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Opera Posters and Assemblage Arts

Macbeth Opera Arts Poster


Why artists love opera as a subject..

Opera is a rich resource for an artist, because there is no lack of material from which to draw inspiration.  Dramatic- romantic - or just plain "theatrical" - it's all there!

Opera Posters

Opera posters are fun because a poster takes the subject to another level. Add to that, the results obtained by using special mixed media to give the subject a living appearance and the work becomes even more interesting. A poster can be as dramatic as it wants to be.

Even more than a traditional painting, the poster challenges the artist to capture the essence of its subject and create or convey a particular mood and as such, it can become a theatrical work in itself. 

The great thing about opera art (and particularly posters), is that they are in a special class of their own – ideal for the opera enthusiast and the collector…or even someone who has little or no interest in opera at all- who just want’s something a little more dramatic than a plain picture on a wall.     

When the artist has done his job right, he hopes the person looking at the opera poster can almost hear the music of the opera and for those who have seen a performance of any particular work, it is hoped that the poster will bring the music back into their minds.

To the “uninitiated” it is hoped an opera poster can still bring out a certain feeling of the drama and perhaps even spark an interest to know more about it.

Often, while creating opera posters the artist will immerse themselves in the music of the particular opera just to get the feel of it.

This is because every opera has a different feeling or "flavour" that is particularly it’s own. It is this essence or mood that the artist tries to capture. 

These days, particularly in contemporary locations and homes, and in corporate settings, poster art has achieved recognition as a dynamic art form as never before.  Whereas a conventional painting is frequently identified as a rather “passive” object- a poster can be (and often is) far more dramatic and theatrical and demands that even the most casual observer is drawn into it.  

To many people, a framed poster can fill a space or create interest and set a mood on a wall better than most objects. Whether dramatic, even brutal, or gentle and romantic, it can be hard to ignore.  Feel free to visit the poster gallery and see why opera and poster art is an ideal marriage of art forms.

Mixed Media and Assemblage Art

Assemblage is an artistic process in which a three-dimensional artistic composition is made from putting together various objects. It is therefore an ideal way to create artwork that appears more alive.

The origin of the word (in its artistic sense) can be traced back to the early 1950s, when Jean Dubuffet created a series of collages of butterfly wings, which he titled “assemblages d'empreintes”. He was not the first exponent of the art, however, as both Marcel Duchamp and Pablo Picasso had been working with “found objects” for many years prior to Dubuffet. They were also not alone.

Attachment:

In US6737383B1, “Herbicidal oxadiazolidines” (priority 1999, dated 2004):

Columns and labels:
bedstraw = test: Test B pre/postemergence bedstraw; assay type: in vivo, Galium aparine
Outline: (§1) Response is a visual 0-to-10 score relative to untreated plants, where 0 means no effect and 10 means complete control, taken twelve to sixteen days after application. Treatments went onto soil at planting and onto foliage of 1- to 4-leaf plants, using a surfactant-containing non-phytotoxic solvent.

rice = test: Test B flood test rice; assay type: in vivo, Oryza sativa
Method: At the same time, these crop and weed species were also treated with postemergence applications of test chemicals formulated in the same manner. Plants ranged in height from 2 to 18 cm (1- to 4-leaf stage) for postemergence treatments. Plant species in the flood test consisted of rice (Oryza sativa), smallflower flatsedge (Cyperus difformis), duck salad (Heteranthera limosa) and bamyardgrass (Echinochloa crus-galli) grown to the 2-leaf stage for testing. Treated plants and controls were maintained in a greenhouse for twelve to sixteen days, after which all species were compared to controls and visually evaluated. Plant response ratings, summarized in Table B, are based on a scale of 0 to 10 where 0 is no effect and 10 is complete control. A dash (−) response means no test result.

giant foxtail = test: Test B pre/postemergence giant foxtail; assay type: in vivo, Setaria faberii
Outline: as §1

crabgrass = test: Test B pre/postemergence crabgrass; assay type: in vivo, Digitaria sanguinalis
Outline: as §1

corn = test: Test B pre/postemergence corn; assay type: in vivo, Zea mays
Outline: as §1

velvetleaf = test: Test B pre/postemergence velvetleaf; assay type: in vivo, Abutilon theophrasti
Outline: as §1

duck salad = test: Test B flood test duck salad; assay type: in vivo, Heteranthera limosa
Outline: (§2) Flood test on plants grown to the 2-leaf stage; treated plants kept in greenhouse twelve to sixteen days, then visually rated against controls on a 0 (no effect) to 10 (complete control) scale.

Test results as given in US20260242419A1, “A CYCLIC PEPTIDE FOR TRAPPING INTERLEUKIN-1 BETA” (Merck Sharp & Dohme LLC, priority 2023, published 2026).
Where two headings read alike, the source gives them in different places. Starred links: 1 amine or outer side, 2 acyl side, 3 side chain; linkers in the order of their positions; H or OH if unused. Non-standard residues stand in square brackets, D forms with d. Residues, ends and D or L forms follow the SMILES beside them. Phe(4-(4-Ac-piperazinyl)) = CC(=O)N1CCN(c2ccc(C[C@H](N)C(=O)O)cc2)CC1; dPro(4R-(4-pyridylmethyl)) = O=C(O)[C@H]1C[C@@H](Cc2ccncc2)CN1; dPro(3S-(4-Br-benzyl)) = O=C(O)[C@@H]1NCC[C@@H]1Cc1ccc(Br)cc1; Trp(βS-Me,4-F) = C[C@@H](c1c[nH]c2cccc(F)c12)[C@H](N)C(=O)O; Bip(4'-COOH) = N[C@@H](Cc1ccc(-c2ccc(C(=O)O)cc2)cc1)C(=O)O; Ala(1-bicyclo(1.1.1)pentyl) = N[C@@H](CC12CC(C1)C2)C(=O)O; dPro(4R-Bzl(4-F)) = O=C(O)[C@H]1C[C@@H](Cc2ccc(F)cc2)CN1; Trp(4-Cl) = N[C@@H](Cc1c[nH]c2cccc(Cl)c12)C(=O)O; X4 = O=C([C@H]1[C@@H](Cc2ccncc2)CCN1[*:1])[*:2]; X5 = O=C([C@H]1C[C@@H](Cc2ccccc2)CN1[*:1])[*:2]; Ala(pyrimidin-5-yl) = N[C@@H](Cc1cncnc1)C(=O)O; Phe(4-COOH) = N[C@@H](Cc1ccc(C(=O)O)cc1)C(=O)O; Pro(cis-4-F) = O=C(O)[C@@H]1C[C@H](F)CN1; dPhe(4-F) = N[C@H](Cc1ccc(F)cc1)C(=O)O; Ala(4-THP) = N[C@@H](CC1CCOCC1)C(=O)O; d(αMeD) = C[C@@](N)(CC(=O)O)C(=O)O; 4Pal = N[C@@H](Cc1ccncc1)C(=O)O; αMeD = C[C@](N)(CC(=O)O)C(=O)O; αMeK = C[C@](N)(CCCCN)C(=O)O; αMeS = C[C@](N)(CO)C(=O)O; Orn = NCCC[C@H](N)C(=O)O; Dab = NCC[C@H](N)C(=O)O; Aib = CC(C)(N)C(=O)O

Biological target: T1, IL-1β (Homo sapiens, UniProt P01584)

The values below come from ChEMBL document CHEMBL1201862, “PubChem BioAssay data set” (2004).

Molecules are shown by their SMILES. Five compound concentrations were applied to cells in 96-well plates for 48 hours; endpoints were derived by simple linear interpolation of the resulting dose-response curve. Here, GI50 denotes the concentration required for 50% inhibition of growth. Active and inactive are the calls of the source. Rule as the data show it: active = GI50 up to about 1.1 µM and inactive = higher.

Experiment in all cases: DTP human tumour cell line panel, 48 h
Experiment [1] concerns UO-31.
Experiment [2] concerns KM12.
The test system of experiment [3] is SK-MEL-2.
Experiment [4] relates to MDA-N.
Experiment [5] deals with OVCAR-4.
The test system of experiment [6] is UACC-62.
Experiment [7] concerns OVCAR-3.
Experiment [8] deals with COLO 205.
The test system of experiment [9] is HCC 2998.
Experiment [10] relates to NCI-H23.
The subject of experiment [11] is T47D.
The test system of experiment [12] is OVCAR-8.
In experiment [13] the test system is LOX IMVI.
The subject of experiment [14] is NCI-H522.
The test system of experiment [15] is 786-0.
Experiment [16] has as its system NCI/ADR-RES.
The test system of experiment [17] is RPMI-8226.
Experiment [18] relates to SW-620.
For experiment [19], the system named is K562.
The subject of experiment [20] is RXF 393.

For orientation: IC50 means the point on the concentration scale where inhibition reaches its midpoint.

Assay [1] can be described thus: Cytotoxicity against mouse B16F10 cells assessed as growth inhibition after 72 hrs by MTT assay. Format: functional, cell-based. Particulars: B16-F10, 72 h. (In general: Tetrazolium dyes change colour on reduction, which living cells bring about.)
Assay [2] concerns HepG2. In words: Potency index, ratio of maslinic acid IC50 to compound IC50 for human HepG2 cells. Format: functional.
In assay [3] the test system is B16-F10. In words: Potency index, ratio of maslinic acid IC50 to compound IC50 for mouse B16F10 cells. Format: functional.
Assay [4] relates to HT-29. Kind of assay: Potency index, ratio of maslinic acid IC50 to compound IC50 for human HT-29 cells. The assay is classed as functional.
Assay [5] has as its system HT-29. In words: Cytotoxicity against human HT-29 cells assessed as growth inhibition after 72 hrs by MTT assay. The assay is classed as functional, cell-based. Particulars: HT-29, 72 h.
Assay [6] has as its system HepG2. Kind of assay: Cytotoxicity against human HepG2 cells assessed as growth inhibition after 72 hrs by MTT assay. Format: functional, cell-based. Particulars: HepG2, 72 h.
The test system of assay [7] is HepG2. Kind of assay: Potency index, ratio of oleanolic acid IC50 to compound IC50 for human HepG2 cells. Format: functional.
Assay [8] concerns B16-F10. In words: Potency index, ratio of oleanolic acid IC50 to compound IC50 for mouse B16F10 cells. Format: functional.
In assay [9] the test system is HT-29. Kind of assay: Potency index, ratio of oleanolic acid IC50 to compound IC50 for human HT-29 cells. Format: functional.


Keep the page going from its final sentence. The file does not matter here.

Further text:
Alongside Duchamp, the earliest woman artist to try her hand at assemblage was Elsa von Freytag-Loringhoven, the Dada Baroness. In addition, one of the earliest and most prolific was Louise Nevelson, who began creating her exciting sculptures from found pieces of wood in the late 1930s.

Today, as an artistic expression, the assemblage artist is not limited purely to “found objects”…he or she may combine things found in nature with manufactured objects.  Indeed, some of the most powerful compositions can be combinations of the two.

In 1961, the exhibition "The Art of Assemblage" was featured at the New York Museum of Modern Art. The exhibition showcased the work of early twentieth century European artists such as Braque, Dubuffet, Marcel Duchamp, Picasso, and Kurt Schwitters alongside Americans Man Ray, Joseph Cornell and Robert Rauschenberg, and also included less well known American West Coast assemblage artists such as Wallace Berman, Bruce Conner and Edward Kienholz.

William C Seitz, the curator of the exhibition, described assemblages as being made up of preformed natural or manufactured materials, objects, or fragments not intended as art materials.

Assemblage has an appeal and a language all of its own.  Harnessing the power of an inanimate object, it can draw the viewer into seeing an object from a different perspective – whether it is part of another story or subject, or whether it is the story itself, it’s inclusion in assemblage art can draw us in and invite us to see it through entirely different eyes.

This is because of the artist is able to put the spotlight on specific features of an object or its relationship to other things around it.  Recognising this, many contemporary painters have incorporated inanimate objects into their paintings.

Australian artist, Brett Whitely frequently included objects or mediums to add a three dimensional aspect or a different texture to a part of a painting. Photo composition is commonly added. (See Opera Arts Poster "Ercole S'ul Termodonte" above).

Our featured “Opera Arts” artist likens it to “painting with bits and pieces”…although many of his works go beyond specific items as he also uses different materials as to create a specific effect or texture.

The pictured art above is a tribute piece to the Spoletto production of Vivaldi's "Ercole S'ul Termodonte" and features the American tenor, Zachary Stains.

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